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Thomas Bullock (d. 1558)
Born: circa 1485 probably at Arborfield, Berkshire
Gentleman Usher Extraordinary to King Henry VIII

Died: 1558 at Arborfield, Berkshire

Thomas was the eldest son of Gilbert Bullock of Arborfield Hall and his wife, Elizabeth (alias Margaret), the eldest daughter of Sir William Norreys of Yattendon Castle. During his early years, Thomas was described as 'of Hampshire' and a residence seems to have been acquired in that county for his use during his father's lifetime, and before he succeeded to the Arborfield estates some time between 1504 and 1514. This was probably the land in Stratfield Saye mentioned in his will. Around the time of his succession, Thomas married a close neighbour whom he must have known from childhood. Alice was the daughter of John Kingsmill of Langley Pond Manor in Barkham, and also of Freefolk in Hampshire. Her father was a Justice of the Court of Common Pleas in the reign of King Henry VIII and may have helped his son-in-law’s rise at court, where, in 1516, Thomas was appointed a Gentleman Usher Extraordinary to the King. He would thus have spent much time attending the monarch in one of his London palaces or at Windsor Castle. Although, Berkshire was still his family home and, in 1518 and 28, he was Escheator (or Crown agent) for Oxfordshire and Berkshire, as well as being one of the Commissioners for the Berkshire Court appointed to collect the subsidy which was levied by King Henry in 1523.

Having had at least six sons, Thomas himself had to make many land provisions similar to his father’s and, in the year 1542, there is a record that he leased, for forty years, the manor of Wokefield, as well as lands in Stratfield Mortimer. We find his younger sons, George, William & Gilbert, seated at these two places only thirteen years later. He was no less generous to his King and, in 1544, was returned among the nobles and gentry of England who supplied men and horses for the war with France. Thomas' contingent consisted of "archers eight, and billmen thirteen" along with additional horse harnesses. As a change was made, about this time, in the family crest, it is not improbable that the 'seven billhooks' of the new version were granted to him in allusion to this martial aid to his sovereign in time of war.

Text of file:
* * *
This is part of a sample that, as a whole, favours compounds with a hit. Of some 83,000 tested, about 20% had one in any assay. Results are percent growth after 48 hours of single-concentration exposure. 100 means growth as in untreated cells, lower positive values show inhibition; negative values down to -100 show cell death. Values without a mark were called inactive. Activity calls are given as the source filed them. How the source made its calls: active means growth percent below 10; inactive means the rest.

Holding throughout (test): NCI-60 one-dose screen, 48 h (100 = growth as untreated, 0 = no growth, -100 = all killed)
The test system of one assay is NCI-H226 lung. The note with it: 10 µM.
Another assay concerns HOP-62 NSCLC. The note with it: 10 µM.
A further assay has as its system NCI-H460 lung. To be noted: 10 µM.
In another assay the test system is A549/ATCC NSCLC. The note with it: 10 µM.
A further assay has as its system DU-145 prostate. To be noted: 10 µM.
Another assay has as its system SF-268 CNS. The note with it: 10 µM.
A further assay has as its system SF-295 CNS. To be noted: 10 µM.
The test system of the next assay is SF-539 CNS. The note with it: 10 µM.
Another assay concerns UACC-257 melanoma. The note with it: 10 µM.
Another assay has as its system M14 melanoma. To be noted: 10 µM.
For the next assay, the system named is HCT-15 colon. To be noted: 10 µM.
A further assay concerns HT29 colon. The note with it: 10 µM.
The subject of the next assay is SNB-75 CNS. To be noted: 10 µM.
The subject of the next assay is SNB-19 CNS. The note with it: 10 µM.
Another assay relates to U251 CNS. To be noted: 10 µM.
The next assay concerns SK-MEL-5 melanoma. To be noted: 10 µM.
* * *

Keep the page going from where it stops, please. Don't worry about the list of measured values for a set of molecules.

Like many of the landed gentry, Thomas had evidently taken some advantage of the Dissolution of the Monasteries in the 1530s and purchased, from the King’s commissioners, some ecclesiastical plate and a number of finely embroidered robes, which may have come from Reading Abbey. For, by his will dated 1557, he bequeathed "to the Church of Erburghfelde [Arborfield], all such ornaments, vestments and copes, all which I bought of Thomas Champyon, and to the church of Barkham, a pair of vestments [of] white satin with [a] cross [of] red velvet." Thomas’ second wife, Agnes, was left possession of the upper parlour at Arborfield Hall, and the chamber over the same and "Jack’s Chamber" and "two butteries next [to] the parlour, [and] the old dye-house for her kitchen". If she did not like living with her son at Arborfield, she was to have the (usually rented out) manor at Barkham Court instead. Thomas died the following year and was succeeded at Arborfield and Barkham by his eldest son, Richard.


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